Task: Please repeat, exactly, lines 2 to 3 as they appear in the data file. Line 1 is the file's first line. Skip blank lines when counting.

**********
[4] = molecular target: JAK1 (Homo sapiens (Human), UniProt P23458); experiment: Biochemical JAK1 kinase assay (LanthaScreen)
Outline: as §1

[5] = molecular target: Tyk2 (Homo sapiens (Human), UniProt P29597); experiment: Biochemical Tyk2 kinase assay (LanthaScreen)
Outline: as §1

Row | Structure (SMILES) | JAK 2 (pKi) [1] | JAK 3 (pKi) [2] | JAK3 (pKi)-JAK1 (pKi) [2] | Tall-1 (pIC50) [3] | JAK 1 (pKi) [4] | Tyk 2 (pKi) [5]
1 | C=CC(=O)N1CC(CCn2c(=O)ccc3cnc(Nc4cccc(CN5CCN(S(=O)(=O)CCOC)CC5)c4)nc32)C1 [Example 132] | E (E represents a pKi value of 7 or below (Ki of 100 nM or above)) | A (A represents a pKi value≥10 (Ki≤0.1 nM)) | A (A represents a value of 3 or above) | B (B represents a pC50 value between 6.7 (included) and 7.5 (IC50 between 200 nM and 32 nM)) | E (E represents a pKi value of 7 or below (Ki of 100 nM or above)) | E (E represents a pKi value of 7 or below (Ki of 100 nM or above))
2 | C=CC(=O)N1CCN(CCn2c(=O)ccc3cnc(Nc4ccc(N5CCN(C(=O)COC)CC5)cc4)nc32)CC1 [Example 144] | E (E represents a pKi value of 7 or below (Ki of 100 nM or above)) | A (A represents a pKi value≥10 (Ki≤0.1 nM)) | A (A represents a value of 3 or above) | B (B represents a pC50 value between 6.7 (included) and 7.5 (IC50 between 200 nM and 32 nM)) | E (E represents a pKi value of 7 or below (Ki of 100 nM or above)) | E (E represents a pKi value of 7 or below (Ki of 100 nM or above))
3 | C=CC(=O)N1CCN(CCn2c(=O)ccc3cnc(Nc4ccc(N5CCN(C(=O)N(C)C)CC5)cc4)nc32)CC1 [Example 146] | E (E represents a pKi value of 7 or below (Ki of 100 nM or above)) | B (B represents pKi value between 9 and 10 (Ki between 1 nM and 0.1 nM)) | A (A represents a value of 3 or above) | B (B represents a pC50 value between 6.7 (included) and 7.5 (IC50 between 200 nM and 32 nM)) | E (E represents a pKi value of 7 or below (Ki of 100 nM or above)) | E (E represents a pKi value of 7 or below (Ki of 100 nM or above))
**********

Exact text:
Outline: as §1

[5] = molecular target: Tyk2 (Homo sapiens (Human), UniProt P29597); experiment: Biochemical Tyk2 kinase assay (LanthaScreen)